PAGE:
Conway, S. P., Wolfe, S. P., Brownlee, K. G., White, H., Oldroyd, B., Truscott, J. G., ... Shearer, M. J. (2005). Vitamin K status among children with cystic fibrosis and its relationship to bone mineral density and bone turnover. Pediatrics, 115(5), pp. 1325-31.
Conway SP, et al. Vitamin K Status Among Children With Cystic Fibrosis and Its Relationship to Bone Mineral Density and Bone Turnover. Pediatrics. 2005;115(5):1325-31. PubMed PMID: 15867043.
* Article titles in AMA citation format should be in sentence-case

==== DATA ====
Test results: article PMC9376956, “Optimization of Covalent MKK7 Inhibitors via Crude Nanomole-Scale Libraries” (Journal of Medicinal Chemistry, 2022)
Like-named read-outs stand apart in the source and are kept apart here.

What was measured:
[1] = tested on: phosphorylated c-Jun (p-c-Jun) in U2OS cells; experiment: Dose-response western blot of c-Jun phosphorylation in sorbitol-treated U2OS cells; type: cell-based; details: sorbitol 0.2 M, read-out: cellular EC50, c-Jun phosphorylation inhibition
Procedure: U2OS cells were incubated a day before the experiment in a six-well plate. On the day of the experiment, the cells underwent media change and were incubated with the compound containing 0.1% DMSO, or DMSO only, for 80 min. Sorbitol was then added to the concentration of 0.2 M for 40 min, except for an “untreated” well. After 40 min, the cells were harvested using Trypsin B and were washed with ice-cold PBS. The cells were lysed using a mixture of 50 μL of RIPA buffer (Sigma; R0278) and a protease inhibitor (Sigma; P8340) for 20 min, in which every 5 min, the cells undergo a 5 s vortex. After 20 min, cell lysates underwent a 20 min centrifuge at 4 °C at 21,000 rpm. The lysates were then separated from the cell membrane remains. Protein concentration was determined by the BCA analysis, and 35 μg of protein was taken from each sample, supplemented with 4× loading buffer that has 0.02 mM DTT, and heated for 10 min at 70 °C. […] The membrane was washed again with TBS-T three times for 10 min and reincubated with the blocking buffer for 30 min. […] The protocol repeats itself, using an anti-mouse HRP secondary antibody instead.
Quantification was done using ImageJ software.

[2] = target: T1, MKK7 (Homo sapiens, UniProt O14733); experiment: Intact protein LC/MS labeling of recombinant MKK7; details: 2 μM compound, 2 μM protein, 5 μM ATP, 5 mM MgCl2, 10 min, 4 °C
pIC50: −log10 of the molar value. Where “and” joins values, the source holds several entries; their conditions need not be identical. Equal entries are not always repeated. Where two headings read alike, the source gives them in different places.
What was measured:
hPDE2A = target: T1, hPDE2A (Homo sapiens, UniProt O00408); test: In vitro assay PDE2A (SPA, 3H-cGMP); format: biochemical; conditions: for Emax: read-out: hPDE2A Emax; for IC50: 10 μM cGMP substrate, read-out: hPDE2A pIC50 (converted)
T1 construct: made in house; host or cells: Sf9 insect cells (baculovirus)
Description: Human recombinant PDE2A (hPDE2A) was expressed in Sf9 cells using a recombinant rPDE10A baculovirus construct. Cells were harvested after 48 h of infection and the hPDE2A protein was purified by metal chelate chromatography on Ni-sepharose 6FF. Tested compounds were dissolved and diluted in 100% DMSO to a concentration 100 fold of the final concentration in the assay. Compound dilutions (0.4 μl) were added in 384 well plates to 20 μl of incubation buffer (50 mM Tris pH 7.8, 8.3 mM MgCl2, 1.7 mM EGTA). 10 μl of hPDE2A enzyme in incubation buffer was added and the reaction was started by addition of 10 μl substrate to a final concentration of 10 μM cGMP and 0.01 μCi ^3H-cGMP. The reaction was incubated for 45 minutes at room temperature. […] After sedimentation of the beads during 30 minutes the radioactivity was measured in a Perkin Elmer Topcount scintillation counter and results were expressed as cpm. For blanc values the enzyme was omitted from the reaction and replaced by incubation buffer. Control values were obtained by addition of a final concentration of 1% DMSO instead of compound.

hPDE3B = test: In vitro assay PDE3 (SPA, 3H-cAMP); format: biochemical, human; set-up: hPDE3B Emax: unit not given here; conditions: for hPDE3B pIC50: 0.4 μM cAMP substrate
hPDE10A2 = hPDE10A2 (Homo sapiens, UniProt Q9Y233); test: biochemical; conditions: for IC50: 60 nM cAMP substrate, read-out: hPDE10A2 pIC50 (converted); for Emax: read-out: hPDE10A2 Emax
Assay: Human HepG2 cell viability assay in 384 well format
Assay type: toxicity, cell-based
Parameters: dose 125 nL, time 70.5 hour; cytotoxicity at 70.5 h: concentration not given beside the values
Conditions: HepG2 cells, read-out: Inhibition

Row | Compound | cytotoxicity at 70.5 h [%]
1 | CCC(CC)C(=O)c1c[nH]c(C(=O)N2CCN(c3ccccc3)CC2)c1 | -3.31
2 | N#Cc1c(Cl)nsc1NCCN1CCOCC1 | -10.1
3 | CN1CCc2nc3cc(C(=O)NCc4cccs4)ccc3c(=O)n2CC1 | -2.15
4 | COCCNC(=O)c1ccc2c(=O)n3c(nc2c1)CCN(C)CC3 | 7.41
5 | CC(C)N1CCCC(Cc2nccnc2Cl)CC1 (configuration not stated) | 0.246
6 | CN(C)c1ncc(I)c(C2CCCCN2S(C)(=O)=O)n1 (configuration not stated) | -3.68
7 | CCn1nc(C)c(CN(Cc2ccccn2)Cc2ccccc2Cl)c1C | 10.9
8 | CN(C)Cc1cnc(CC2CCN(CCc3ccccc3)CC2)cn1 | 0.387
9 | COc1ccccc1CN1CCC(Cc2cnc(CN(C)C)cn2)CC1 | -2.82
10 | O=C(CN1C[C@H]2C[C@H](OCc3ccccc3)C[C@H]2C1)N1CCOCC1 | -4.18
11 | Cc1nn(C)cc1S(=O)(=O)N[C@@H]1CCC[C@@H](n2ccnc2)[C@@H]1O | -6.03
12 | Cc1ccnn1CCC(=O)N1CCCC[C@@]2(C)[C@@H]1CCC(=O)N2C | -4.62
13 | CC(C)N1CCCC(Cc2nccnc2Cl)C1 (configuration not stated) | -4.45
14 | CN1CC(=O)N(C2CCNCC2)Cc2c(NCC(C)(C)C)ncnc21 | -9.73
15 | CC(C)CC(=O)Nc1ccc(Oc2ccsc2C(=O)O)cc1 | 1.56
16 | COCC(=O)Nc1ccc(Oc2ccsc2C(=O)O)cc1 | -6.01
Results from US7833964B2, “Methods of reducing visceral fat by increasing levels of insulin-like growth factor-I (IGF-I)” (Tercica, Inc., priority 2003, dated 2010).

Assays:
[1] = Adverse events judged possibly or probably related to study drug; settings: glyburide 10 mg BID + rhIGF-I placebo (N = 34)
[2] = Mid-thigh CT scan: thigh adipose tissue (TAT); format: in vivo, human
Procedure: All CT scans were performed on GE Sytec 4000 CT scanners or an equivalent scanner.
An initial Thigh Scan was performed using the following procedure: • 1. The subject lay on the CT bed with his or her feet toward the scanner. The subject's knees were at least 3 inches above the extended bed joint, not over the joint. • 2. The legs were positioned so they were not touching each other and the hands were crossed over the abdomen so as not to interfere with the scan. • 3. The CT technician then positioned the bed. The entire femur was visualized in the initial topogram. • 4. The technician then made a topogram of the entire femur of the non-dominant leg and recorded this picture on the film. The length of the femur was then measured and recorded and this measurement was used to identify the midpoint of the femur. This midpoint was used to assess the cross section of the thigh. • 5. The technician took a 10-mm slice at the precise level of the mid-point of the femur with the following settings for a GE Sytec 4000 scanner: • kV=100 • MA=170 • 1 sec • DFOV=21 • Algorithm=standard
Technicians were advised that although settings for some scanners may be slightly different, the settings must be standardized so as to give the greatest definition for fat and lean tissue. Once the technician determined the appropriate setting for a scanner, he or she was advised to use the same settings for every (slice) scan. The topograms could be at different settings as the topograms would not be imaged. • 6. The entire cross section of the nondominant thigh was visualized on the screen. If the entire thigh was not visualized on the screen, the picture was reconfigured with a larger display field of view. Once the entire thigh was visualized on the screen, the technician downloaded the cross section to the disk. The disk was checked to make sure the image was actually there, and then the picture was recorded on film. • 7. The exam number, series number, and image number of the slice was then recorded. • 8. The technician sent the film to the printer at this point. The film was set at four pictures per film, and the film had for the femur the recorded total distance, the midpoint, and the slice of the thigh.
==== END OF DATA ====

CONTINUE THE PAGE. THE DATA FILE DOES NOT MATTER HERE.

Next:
TY - JOUR T1 - Vitamin K status among children with cystic fibrosis and its relationship to bone mineral density and bone turnover. AU - Conway,Steven P, AU - Wolfe,Susan P, AU - Brownlee,Keith G, AU - White,Helen, AU - Oldroyd,Brian, AU - Truscott,John G, AU - Harvey,Julia M, AU - Shearer,Martin J, PY - 2005/5/4/pubmed PY - 2005/9/28/medline PY - 2005/5/4/entrez SP - 1325 EP - 31 JF - Pediatrics JO - Pediatrics VL - 115 IS - 5 N2 - OBJECTIVE: The aim of this study was to assess vitamin K status in an unselected population of children with cystic fibrosis (CF) and to investigate any vitamin K effect on bone turnover and bone mineral status. METHODS: Children > or =5 years of age who were attending the CF unit were invited to enter the study. Fasting blood samples were analyzed for levels of vitamin K1 and prothrombin produced in vitamin K absence; total, undercarboxylated, and carboxylated osteocalcin (OC); and bone-specific alkaline phosphatase and procollagen I carboxy-terminal propeptide (bone formation markers). Levels of N-telopeptide and free pyridinoline and deoxypyridinoline (bone breakdown products) were measured in urine samples. Bone mineral density and bone mineral content were measured at the lumbar spine and for the total body with a GE Lunar Prodigy densitometer. Statistical analyses were performed with Minitab version 9.1. RESULTS: One hundred six children entered the study. Sixty-five of 93 children (70%) from whom blood samples were obtained showed suboptimal vitamin K status, on the basis of low serum vitamin K1 levels, increased prothrombin produced in vitamin K absence levels, or both abnormalities. Vitamin K1 levels showed a significant negative correlation with undercarboxylated OC levels but showed no significant correlation with any marker of bone turnover or measurement of bone mineral status. Undercarboxylated OC levels were correlated significantly with bone turnover markers, which themselves showed a significant negative correlation with measurements of bone mineral density and content. There were no significant correlations between carboxylated or undercarboxylated OC levels and bone density measurements. CONCLUSIONS: Vitamin K1 deficiency is common among children with CF, and routine supplements should be considered. Through its role in the carboxylation of OC, vitamin K deficiency may be associated with an uncoupling of the balance between bone resorption and bone formation. A cause-effect relationship between vitamin K deficiency and low bone mass has not been proved. SN - 1098-4275 UR - https://www.unboundmedicine.com/medline/citation/15867043/Vitamin_K_status_among_children_with_cystic_fibrosis_and_its_relationship_to_bone_mineral_density_and_bone_turnover_ L2 - http://pediatrics.aappublications.org/cgi/pmidlookup?view=long&pmid=15867043 DB - PRIME DP - Unbound Medicine ER -